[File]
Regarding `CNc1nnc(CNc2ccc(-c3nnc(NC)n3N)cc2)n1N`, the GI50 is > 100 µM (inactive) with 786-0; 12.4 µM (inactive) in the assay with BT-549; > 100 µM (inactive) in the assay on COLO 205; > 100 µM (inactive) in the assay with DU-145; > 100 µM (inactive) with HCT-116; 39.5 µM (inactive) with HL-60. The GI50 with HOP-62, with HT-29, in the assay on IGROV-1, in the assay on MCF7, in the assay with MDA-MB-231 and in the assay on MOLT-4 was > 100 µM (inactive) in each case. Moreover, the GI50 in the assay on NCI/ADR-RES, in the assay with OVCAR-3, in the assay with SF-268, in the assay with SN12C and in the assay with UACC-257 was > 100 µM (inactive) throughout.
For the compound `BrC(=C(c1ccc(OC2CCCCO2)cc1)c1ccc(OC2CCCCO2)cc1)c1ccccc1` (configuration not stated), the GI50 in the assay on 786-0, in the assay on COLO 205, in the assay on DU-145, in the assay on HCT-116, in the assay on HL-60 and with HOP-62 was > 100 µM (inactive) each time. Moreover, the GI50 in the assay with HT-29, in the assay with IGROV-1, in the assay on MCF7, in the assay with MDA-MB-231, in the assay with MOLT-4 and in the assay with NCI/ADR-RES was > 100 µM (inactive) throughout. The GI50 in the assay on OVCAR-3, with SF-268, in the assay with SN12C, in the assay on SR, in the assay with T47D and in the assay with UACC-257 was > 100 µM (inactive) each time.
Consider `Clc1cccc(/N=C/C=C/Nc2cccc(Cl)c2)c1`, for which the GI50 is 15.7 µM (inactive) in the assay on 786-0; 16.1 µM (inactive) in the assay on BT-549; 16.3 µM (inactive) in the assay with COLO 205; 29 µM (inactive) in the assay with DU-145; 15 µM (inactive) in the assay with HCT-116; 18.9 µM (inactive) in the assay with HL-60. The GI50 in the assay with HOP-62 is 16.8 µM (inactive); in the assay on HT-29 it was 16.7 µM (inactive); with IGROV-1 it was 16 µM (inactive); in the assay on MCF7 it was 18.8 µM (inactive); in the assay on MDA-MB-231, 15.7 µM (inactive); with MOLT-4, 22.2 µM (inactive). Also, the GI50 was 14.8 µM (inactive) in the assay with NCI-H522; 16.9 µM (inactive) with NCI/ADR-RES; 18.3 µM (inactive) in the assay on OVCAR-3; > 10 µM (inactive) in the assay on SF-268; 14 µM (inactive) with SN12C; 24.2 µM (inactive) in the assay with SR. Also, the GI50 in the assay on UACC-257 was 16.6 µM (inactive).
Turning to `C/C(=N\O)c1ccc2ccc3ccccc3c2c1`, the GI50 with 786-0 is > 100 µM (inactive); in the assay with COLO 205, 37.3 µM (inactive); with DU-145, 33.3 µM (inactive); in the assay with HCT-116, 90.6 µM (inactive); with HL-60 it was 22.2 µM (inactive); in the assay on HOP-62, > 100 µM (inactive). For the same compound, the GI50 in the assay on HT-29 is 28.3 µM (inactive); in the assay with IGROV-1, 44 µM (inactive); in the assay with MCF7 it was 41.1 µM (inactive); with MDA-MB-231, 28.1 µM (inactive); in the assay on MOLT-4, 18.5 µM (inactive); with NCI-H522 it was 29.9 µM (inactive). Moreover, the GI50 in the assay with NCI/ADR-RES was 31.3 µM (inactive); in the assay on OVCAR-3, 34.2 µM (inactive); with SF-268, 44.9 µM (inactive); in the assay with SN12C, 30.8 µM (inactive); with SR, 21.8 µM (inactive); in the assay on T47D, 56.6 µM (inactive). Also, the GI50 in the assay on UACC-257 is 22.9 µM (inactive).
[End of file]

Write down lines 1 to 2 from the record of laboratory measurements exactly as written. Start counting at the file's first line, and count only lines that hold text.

Regarding `CNc1nnc(CNc2ccc(-c3nnc(NC)n3N)cc2)n1N`, the GI50 is > 100 µM (inactive) with 786-0; 12.4 µM (inactive) in the assay with BT-549; > 100 µM (inactive) in the assay on COLO 205; > 100 µM (inactive) in the assay with DU-145; > 100 µM (inactive) with HCT-116; 39.5 µM (inactive) with HL-60. The GI50 with HOP-62, with HT-29, in the assay on IGROV-1, in the assay on MCF7, in the assay with MDA-MB-231 and in the assay on MOLT-4 was > 100 µM (inactive) in each case. Moreover, the GI50 in the assay on NCI/ADR-RES, in the assay with OVCAR-3, in the assay with SF-268, in the assay with SN12C and in the assay with UACC-257 was > 100 µM (inactive) throughout.
For the compound `BrC(=C(c1ccc(OC2CCCCO2)cc1)c1ccc(OC2CCCCO2)cc1)c1ccccc1` (configuration not stated), the GI50 in the assay on 786-0, in the assay on COLO 205, in the assay on DU-145, in the assay on HCT-116, in the assay on HL-60 and with HOP-62 was > 100 µM (inactive) each time. Moreover, the GI50 in the assay with HT-29, in the assay with IGROV-1, in the assay on MCF7, in the assay with MDA-MB-231, in the assay with MOLT-4 and in the assay with NCI/ADR-RES was > 100 µM (inactive) throughout. The GI50 in the assay on OVCAR-3, with SF-268, in the assay with SN12C, in the assay on SR, in the assay with T47D and in the assay with UACC-257 was > 100 µM (inactive) each time.